Christianity, the religion and faith system that seeks to live the reality of the Risen Christ, has a long history of being confused for, or used to sanction or legitimize, political power. This has always presented Christianity with a dramatic tension between the humble messiah lacking temporal power and the proud, violent empires who have … Continue reading It’s time to tell the truth. Guns are blasphemous and the Cross is ridiculous.
Hope says that "yes, I have much to be afraid of, but I have so much more to believe in."
We are called to be luminarias of life, hallmarks of the holy, sign-posts of salvation, beacons of blessedness for a world of weary travelers in desperate search of a place to lay their heavy burdens down
I have only been the Rector of my congregation for seven months and already I have had to face-down my first, Watergate-sized scandal. Kyrie eleison. Picture it: Sewanee, Tennessee. 2017. There I was standing in the front of a lecture hall giving a presentation on The Book of Common Prayer as a part of Sewanee’s … Continue reading “Cassock-gate,” the Reformation, and The Book of Common Prayer
O God whom we have forgotten, help us to remember.
God enters our greatest fear and anxiety with a counter-cultural message: there is enough.
There is no such thing as scarcity in the Kingdom of God; there is only faithfulness that yields abundance... the kind of abundance that bears witness to the Kingdom of God in the world.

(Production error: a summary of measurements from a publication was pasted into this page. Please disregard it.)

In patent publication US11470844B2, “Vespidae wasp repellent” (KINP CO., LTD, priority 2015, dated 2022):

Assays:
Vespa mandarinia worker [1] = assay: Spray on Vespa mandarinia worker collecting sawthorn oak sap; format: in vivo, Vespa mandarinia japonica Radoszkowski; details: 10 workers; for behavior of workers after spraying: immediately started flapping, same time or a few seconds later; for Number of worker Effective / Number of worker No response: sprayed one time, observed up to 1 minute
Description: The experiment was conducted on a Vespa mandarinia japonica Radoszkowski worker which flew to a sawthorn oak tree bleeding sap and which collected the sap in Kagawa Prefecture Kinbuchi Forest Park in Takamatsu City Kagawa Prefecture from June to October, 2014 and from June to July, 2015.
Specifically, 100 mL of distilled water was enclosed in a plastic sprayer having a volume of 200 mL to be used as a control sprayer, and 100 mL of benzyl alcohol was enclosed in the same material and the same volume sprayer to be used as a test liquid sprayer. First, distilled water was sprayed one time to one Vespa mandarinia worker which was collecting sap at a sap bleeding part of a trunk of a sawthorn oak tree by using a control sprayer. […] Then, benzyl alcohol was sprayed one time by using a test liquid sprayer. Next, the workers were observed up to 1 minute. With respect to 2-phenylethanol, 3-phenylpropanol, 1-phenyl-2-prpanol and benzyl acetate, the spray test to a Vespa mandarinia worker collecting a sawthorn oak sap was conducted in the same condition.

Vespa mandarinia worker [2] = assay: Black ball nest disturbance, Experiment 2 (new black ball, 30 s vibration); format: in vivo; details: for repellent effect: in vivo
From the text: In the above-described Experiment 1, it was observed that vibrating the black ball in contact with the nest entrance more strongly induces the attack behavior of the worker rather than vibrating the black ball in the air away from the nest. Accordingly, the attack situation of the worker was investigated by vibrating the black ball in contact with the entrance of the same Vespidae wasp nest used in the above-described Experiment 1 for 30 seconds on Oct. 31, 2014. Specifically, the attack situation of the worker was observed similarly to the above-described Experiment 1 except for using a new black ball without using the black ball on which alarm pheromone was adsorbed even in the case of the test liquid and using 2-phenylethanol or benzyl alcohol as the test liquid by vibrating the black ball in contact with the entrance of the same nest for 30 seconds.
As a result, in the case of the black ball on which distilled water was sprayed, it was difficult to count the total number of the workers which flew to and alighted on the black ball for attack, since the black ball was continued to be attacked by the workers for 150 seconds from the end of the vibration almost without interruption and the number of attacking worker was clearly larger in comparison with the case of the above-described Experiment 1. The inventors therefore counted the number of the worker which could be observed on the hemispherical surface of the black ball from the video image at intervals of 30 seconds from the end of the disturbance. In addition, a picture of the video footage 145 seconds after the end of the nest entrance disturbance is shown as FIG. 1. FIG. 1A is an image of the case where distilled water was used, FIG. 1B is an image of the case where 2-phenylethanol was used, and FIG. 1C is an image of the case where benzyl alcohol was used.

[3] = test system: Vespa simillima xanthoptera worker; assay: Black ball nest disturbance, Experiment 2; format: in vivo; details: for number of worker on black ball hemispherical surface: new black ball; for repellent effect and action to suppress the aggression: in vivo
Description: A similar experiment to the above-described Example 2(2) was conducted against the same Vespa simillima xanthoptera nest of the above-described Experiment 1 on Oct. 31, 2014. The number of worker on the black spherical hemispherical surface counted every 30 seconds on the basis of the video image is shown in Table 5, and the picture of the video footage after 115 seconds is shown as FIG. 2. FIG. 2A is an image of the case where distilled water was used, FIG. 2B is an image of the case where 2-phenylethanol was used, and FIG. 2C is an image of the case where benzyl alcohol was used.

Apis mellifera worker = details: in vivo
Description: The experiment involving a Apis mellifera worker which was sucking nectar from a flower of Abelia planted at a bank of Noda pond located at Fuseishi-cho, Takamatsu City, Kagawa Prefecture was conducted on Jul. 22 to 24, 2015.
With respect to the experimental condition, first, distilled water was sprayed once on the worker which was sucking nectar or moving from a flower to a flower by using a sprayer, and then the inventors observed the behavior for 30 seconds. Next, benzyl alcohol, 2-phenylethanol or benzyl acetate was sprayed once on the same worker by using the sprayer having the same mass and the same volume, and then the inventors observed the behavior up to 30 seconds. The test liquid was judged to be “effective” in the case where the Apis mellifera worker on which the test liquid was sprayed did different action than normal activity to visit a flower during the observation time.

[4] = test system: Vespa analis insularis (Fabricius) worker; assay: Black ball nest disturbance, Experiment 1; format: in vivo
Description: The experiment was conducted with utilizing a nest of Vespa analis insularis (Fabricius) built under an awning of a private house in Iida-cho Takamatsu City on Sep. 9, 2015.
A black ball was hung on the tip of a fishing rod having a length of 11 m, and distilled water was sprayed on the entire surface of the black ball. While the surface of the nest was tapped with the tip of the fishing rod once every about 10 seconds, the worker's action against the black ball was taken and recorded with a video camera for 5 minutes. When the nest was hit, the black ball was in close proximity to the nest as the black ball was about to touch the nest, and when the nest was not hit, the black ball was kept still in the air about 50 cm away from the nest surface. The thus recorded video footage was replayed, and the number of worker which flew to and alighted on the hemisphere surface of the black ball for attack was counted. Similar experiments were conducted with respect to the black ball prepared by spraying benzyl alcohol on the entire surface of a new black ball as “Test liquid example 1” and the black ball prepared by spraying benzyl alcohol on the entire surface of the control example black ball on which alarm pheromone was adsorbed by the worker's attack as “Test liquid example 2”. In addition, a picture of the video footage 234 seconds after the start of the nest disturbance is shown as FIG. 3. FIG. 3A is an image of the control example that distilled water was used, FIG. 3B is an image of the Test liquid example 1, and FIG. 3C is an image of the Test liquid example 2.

[Given on Sunday, February 22, 2015, by The Rev. Fr. Marcus Halley at St. Andrew’s Episcopal Church – Kansas City, MO] Mark 1:12 (1:9-15) O God, take our minds and think through them, take our lips and speak through them, take our hearts and set them on fire with love for you; may your kingdom come, … Continue reading Sermon: Wondering and Wandering in the Wilderness
I wonder if Jesus is to be found in the “Outer Darkness,” on the margins of society, outside the circles of power, circulating in the periphery of the community, keeping company with lepers and prostitutes, touching the sick and feeding the hungry. I wonder if we ourselves are not called to be Children of the light who boldly walk in God’s darkness.
Whether we worship with praise bands in contemporary auditoriums or with surpliced-choirs signing Anglican cathedral music in traditional sanctuaries, the real question that must be asked is this - are we welcoming people?